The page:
The Unbearable Sadness Of ‘Being Happy’: Biases In The World Happiness Report – Analysis


By Dr. Nilanjan Ghosh and Soumya Bhowmick

The World Happiness Report is a reminder of Oscar Wilde’s classic short story, The Happy Prince, who never witnessed true sorrow during his lifetime due to confinement in the four walls of his palace. The analogy is not at all distant; this report is far away from the realities of the Global South and is clearly based on an occidental definition of “happiness”.

This annual report, devised by the UN Sustainable Development Solutions Network (SDSN) and based on Gallup World Poll data that ranks countries based on their level of “happiness”, has been criticised in various corners and that too for valid reasons. For example, a UCLA report on the methods of World Happiness Index (WHI) titled “The Unhappy Quest for a Happiness Index” talks about some of the major methodological shortcomings. These shortcomings have resulted in biases in measurements and, eventually, in the rankings of the economies. This essay discusses at least seven points of departure from the core hypothesis of the report resulting from built-in biases that have tilted this entire ranking exercise in favour of the Global North.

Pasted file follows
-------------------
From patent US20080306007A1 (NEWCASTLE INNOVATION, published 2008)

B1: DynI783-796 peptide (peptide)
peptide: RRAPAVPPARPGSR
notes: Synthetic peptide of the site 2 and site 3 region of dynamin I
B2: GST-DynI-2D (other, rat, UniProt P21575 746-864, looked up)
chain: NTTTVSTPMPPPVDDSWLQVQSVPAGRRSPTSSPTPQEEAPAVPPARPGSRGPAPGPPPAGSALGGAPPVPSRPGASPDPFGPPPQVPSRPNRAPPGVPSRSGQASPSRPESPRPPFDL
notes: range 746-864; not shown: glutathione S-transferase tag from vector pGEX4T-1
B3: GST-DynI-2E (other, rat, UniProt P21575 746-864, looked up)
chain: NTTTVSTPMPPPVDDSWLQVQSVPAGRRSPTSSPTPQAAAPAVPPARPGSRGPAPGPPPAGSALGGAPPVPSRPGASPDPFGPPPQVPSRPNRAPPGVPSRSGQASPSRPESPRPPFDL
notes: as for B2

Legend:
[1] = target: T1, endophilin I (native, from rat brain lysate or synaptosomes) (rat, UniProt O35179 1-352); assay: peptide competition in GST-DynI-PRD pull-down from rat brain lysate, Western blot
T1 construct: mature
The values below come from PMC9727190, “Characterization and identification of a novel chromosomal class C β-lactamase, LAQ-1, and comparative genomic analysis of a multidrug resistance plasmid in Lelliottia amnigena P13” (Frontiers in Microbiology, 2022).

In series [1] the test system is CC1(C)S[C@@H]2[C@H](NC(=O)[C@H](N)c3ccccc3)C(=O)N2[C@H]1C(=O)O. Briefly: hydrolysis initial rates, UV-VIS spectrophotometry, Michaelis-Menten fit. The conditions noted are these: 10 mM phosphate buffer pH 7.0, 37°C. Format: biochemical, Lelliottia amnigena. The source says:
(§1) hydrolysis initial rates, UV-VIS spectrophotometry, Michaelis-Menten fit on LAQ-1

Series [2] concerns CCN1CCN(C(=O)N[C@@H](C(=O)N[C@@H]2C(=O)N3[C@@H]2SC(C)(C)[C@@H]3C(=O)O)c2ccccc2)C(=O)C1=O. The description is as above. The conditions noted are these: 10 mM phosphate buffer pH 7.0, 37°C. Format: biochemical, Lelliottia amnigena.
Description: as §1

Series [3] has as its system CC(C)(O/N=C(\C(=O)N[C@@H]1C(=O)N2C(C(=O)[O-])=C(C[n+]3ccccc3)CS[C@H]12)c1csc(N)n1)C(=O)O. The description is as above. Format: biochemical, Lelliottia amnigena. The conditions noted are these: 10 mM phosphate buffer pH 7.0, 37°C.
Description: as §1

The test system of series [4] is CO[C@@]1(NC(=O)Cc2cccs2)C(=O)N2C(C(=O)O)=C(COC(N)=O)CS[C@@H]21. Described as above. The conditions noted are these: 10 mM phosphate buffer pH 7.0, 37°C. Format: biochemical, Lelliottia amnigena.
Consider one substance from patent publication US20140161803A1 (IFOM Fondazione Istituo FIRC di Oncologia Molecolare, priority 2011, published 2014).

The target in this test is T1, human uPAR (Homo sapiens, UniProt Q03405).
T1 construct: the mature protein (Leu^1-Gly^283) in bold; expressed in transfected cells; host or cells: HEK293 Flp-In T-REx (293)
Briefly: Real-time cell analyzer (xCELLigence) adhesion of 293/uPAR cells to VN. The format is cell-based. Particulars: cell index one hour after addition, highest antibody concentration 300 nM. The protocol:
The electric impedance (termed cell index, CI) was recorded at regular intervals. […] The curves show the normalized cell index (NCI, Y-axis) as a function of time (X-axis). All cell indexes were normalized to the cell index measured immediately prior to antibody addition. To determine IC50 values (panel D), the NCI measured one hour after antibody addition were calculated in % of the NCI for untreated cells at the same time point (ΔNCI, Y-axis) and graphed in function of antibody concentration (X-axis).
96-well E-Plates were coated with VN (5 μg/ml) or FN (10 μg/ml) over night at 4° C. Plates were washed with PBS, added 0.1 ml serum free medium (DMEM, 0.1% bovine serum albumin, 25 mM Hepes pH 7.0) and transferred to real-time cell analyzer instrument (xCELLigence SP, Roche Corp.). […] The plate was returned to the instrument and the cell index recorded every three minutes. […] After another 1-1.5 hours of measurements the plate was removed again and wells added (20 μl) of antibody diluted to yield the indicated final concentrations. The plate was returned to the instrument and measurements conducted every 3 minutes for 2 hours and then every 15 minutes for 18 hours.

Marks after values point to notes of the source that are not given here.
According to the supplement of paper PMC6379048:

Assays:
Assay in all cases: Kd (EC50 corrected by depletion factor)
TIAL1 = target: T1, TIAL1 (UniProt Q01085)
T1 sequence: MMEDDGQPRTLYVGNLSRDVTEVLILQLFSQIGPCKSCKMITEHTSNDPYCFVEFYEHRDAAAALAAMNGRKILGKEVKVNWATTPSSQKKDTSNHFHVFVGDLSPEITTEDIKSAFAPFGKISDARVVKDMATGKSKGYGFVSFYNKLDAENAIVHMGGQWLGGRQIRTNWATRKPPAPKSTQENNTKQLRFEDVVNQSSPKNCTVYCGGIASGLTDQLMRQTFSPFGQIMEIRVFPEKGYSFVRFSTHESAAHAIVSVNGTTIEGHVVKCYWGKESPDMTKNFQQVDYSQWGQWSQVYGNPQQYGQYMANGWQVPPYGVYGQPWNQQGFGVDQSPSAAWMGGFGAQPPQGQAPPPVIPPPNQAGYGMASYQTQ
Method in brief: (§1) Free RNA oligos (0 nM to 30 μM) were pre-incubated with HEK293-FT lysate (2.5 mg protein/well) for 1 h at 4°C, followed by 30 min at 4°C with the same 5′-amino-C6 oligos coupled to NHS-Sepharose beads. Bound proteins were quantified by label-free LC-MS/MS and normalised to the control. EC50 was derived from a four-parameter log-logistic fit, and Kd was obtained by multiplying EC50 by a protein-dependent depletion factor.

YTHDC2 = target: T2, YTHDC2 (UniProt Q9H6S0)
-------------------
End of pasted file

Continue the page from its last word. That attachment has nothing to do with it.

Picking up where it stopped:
Seven points of departure from the core hypothesis

The first point of departure lies with the cultural bias due to an occidental delineation of “happiness” that often does not apply to the developing and underdeveloped world. The survey questions are way too biased towards Western concepts of happiness, which may not apply to other cultures.

For example, the survey asks, “Did you smile or laugh a lot yesterday?”. However, a particular group of people from specific cultures might not necessarily “laugh or smile a lot” when happy, rendering the methodology culturally biased. Furthermore, for a diverse country such as India, with so many different cultures, adequate measures must be taken to ensure proper representation of cultural groups in the survey, which is not the case. Hence, “culture” is a sticking point for behavioural definitions of happiness.